Sonos: from connected speaker manufacturer to content producer
It was a well-kept secret. Launched on 21 April, Sonos Radio brings the speaker manufacturer into the era of content. Let’s take a look at this amazing story, which started in California almost 20 years ago, and the role of Targetspot in this radical development.
Where does the Sonos brand hail from?
Born in Santa Barbara, California, the company has been focused on the Internet of sound for almost 20 years. The year is 2002. Its four founders – John MacFarlane, Tom Cullen, Trung Mai and Craig Shelburne – have a bold vision of a technology that doesn’t exist – the possibility of enjoying good music at home without cables. Multi-room systems already exist, but fall victim to two problems: firstly, drilling holes and routing cables, and secondly, controlling the system from a single central unit (an amp).
The vision of wireless hi-fi equipment
The first step in the adventure was to map out their vision. This took them three months. The integration required Linux as the platform, but there was no control software or even a network infrastructure at the time. In order to have quality sound in every room, technology needed to be created. It wasn’t until the summer of 2004 that Sonos fixed all the bugs and fine-tuned its prototypes of the famous ZP100. The Beastie Boys’ “No Sleep ‘Til Brooklyn” was the first track to be released publicly and at full volume on the brand’s first product. It would ship its very first product at the end of January 2005. The first connected hi-fi system was born: at the time it was driven by a graphic controller.
Two years later, the launch of Apple’s iPhone and App Store prompted Sonos to create its own mobile application, allowing the smartphone to take the place of the controller. The Android environment had to wait until 2011.
2009: the first Sonos connected speaker
In November 2009, Sonos launched the first truly standalone connected speaker – the Play:5 – at $400, one-third of the price of the original product. This was followed by a host of other models – the Play:3, Play:1, PlayBase, Sub, Play:One SL and now Move, the first mobile speaker.
Since the release of the Beam soundbar and the Sonos One model, the brand’s speakers have been equipped with a microphone for interaction with voice assistants, similar to the Amazon Echo speakers.
As part of its technology-independent strategy, Sonos has chosen to integrate the Alexa and Google assistants into its products. The Airplay 2 standard has also been adopted for part of the range of speakers, the main quality of which remains longevity. Indeed, the manufacturer is not so much betting on people replacing speakers, but rather on buying more of them for their connected home.
Diversification: Sonos’ future is mapped out
To firmly embed its speakers in the connected home, Sonos has teamed up with retail giant Ikea to produce a range of furniture and appliances that can generate wireless sound and blend into the décor of the home. The SYMFONISK range, which is compatible with the Sonos app, now sits inside a Wi-Fi-connected lamp, as well as bookshelf speakers, with quality offerings starting at €99, or about 50% of the price of the most affordable Sonos speakers (Sonos One). And there are more collaborations: Sonos and HAY have designed the Sonos One speaker in five colours from the Danish furniture brand’s palette.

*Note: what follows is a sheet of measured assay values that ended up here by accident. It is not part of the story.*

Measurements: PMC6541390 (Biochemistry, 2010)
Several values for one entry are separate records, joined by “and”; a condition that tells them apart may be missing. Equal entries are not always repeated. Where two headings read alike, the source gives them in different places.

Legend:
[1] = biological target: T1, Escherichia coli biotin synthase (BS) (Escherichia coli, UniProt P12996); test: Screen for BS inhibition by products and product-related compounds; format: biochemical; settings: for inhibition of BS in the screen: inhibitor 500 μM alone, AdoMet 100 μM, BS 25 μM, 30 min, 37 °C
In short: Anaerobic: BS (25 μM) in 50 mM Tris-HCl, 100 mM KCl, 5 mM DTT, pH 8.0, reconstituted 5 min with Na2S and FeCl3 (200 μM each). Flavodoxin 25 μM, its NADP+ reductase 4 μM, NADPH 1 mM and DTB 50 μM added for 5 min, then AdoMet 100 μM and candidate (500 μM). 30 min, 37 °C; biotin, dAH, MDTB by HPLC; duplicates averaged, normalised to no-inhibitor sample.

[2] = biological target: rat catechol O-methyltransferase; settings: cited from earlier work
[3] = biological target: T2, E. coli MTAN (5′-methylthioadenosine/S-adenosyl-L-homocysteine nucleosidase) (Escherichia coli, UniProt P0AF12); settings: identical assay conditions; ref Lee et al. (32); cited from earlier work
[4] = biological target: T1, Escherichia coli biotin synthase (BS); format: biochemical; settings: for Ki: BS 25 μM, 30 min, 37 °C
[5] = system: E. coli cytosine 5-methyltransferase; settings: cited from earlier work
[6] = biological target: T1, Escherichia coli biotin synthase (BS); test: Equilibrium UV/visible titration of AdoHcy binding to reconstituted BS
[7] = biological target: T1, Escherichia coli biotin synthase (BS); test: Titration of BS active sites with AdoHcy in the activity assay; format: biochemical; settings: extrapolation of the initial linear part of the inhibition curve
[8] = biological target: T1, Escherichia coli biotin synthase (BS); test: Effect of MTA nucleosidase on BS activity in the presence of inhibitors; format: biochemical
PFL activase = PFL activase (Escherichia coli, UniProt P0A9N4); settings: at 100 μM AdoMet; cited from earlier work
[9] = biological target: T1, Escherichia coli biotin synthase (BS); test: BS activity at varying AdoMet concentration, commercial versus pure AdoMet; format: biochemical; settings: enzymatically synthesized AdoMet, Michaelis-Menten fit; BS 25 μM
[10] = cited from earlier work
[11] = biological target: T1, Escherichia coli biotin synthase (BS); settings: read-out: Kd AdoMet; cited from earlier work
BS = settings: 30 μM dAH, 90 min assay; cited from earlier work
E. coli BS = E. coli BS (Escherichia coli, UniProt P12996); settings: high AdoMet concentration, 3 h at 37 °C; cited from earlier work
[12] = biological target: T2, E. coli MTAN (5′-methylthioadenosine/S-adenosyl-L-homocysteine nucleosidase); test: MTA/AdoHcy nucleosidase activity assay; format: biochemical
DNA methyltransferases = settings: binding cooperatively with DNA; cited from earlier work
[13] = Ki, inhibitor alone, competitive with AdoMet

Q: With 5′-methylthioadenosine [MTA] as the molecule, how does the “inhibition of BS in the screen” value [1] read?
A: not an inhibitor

At the end of 2019, Sonos acquired Snips, the French publisher of a voice assistant, for 37.5 million dollars. This saw the establishment of a Sonos voice assistant for an expanding environment, in line with a model philosophy in the virtualised audio market, where “the user experience must be at the heart of the product”.
The company can now look to the future by creating its own voice technology that connects users to their digital audio sources. It’s the perfect route towards greater control of hardware and software – reducing dependence on industry giants such as Amazon, Google and Apple, but without closing the door on them…
Sonos Radio: the era of content production
On 21 April, 2020, Sonos launched Sonos Radio, a free streaming radio service, monetised by Targetspot’s digital audio advertising solutions. The new service already includes no fewer than 60,000 radio stations from multiple streaming partners, as well as original Sonos programming. Nothing could be more natural if you understand users’ listening habits: today, nearly half of the listening time on Sonos is spent listening to the radio.
In fact, international radio stations are already available to customers around the world through a simple Sonos application update. The original Sonos programming is reserved for a limited number of markets: the United States, Canada, the United Kingdom, Ireland and Australia.
The new Sonos Stations are powered by sound specialists, DJs and artists. There are 30 channels available, including: Concert Hall, Country Outlaws, Hip Hop Archive, Thom Yorke and Kids Rock. In technical terms, Sonos has partnered with Super Hi-Fi, whose technology provides artificial intelligence tools for digital music for the purpose of matching volume between tracks and commercials, fading between tracks, and the seamless integration of voice commentary. Because, yes, real presenters are at the controls of the channels launched exclusively on the platform.
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